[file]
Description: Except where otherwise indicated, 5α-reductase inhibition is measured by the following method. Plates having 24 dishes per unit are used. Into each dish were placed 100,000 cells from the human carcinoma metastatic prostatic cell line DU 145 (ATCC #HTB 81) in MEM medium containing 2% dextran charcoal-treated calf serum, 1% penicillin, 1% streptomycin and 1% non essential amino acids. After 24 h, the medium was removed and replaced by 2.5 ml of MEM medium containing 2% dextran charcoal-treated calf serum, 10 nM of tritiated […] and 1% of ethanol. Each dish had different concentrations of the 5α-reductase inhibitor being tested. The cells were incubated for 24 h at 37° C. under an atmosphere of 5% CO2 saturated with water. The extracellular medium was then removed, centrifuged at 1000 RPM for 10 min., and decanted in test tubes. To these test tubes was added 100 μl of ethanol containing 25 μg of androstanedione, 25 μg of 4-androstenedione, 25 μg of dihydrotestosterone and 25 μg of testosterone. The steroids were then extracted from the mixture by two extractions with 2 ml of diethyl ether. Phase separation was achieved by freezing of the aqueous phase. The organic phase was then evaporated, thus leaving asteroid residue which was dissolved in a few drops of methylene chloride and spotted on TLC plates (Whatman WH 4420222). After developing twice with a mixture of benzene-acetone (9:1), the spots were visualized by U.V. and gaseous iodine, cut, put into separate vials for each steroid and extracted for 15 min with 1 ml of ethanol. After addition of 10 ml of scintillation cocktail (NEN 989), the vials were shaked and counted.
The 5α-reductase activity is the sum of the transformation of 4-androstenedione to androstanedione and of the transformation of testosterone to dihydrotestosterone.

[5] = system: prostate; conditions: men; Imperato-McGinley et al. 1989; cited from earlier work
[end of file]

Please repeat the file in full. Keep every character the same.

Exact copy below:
Description: Except where otherwise indicated, 5α-reductase inhibition is measured by the following method. Plates having 24 dishes per unit are used. Into each dish were placed 100,000 cells from the human carcinoma metastatic prostatic cell line DU 145 (ATCC #HTB 81) in MEM medium containing 2% dextran charcoal-treated calf serum, 1% penicillin, 1% streptomycin and 1% non essential amino acids. After 24 h, the medium was removed and replaced by 2.5 ml of MEM medium containing 2% dextran charcoal-treated calf serum, 10 nM of tritiated […] and 1% of ethanol. Each dish had different concentrations of the 5α-reductase inhibitor being tested. The cells were incubated for 24 h at 37° C. under an atmosphere of 5% CO2 saturated with water. The extracellular medium was then removed, centrifuged at 1000 RPM for 10 min., and decanted in test tubes. To these test tubes was added 100 μl of ethanol containing 25 μg of androstanedione, 25 μg of 4-androstenedione, 25 μg of dihydrotestosterone and 25 μg of testosterone. The steroids were then extracted from the mixture by two extractions with 2 ml of diethyl ether. Phase separation was achieved by freezing of the aqueous phase. The organic phase was then evaporated, thus leaving asteroid residue which was dissolved in a few drops of methylene chloride and spotted on TLC plates (Whatman WH 4420222). After developing twice with a mixture of benzene-acetone (9:1), the spots were visualized by U.V. and gaseous iodine, cut, put into separate vials for each steroid and extracted for 15 min with 1 ml of ethanol. After addition of 10 ml of scintillation cocktail (NEN 989), the vials were shaked and counted.
The 5α-reductase activity is the sum of the transformation of 4-androstenedione to androstanedione and of the transformation of testosterone to dihydrotestosterone.

[5] = system: prostate; conditions: men; Imperato-McGinley et al. 1989; cited from earlier work